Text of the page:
GitHub CEO backs MIT open source license

Tom Preston-Werner cites the MIT License for its brevity, compared to the wordy GNU General Public License, and the permissiveness of its terms

The CEO of popular code-sharing site GitHub is endorsing the MIT License as a mechanism for open source software usage, citing its permissiveness and brevity.

Appearing at this week's O'Reilly Open Source Convention (OSCON) in Portland, Ore., GitHub CEO Tom Preston-Werner called the MIT license "the perfect license right now" and "freaking awesome." He noted how short and to-the-point it is compared to the wordy GNU General Public License, which Preston-Werner described as having too many restrictions. Specifically, the MIT License grants permission to use, copy, and modify a piece of software free of charge, as is, without restriction or warranty.  Authors or copyright holders cannot be held liable for damages or other liability. Copyright notice must be included in copies of software.

"If a project that you work on or some code that you've put on GitHub or on the Internet anywhere does not have a license, the best thing you can do for freedom, if you believe in freedom as a first principle and want to give people the maximum rights to your software, is go into your software and add this license -- today," Preston-Werner said. "Unlicensed software, software without a license, is problematic. People can't use it."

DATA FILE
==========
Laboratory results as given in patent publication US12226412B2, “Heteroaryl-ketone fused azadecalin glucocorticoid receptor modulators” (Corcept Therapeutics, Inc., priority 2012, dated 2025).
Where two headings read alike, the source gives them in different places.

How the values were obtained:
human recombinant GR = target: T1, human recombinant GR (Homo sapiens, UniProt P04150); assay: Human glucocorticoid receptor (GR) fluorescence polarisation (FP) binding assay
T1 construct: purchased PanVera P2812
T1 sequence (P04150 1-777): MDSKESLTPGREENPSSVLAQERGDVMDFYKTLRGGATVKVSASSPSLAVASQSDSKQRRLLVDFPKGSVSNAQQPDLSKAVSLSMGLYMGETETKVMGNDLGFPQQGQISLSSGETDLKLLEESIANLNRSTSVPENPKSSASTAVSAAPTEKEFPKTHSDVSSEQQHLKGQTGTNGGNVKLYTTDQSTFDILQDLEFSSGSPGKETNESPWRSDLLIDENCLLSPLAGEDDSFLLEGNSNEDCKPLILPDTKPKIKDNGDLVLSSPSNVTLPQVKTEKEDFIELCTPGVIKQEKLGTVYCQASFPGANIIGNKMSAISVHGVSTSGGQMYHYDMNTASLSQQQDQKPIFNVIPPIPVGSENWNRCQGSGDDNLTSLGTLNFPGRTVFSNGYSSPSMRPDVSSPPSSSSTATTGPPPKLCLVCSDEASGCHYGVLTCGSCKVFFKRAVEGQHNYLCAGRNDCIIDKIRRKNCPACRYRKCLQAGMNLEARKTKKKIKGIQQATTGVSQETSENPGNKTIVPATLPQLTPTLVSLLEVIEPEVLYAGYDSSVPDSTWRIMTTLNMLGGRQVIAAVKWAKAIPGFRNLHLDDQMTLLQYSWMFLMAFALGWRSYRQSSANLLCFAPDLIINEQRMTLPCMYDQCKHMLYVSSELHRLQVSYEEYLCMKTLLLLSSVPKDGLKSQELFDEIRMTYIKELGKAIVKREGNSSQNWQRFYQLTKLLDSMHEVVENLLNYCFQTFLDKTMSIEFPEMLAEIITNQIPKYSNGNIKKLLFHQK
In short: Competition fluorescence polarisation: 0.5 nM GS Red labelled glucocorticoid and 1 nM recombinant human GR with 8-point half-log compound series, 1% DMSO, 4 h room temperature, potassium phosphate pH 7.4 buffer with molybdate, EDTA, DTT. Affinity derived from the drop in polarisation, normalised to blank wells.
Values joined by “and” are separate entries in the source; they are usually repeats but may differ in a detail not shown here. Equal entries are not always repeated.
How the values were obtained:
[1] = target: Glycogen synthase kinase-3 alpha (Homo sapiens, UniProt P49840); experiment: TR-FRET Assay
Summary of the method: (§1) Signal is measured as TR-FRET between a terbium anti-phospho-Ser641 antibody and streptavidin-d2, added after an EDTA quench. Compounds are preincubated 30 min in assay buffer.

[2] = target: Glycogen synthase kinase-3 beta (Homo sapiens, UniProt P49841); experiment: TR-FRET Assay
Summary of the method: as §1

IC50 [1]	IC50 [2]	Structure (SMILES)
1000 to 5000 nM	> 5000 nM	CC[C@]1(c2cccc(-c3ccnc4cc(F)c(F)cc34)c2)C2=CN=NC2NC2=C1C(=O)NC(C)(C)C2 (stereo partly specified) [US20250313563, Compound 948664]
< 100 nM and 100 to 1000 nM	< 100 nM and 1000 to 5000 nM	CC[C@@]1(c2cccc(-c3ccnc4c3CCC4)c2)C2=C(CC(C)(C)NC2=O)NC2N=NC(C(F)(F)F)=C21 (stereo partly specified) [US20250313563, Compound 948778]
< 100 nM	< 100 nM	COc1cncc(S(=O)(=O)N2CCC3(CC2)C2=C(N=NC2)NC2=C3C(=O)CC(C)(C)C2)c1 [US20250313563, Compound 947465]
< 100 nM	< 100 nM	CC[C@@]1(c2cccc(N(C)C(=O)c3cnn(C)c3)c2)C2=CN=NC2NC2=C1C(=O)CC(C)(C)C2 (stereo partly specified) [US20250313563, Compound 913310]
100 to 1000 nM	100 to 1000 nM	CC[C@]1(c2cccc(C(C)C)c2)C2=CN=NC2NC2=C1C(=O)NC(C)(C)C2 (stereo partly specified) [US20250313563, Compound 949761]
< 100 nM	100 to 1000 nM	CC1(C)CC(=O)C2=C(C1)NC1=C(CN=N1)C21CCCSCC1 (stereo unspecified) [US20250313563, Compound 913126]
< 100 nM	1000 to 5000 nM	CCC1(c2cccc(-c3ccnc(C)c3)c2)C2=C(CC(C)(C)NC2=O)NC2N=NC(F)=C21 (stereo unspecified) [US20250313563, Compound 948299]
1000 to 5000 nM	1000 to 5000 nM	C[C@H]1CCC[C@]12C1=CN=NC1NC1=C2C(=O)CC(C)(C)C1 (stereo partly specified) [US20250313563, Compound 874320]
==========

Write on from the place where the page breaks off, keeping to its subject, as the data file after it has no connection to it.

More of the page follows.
GitHub recently debuted a license chooser and the choosealicense micro-site, to assist with choosing an open source software license.  Many projects on GitHub have offered no easily identifiable copyright licensing information.  

Permissive licenses such as the MIT License is the way world is moving, said OSCON attendee Greg DeKoenigsberg, vice president at Eucalyptus Systems, which provides software for building Amazon Web Services-compatible clouds and uses GitHub.  But there is a risk, he warned. "The risk behind permissive licenses, especially with large consortiums, is that the various organizations, because they are not compelled to contribute code, will hold back more and more code and will fight to differentiate and that will at some point prevent them from contributing code." 

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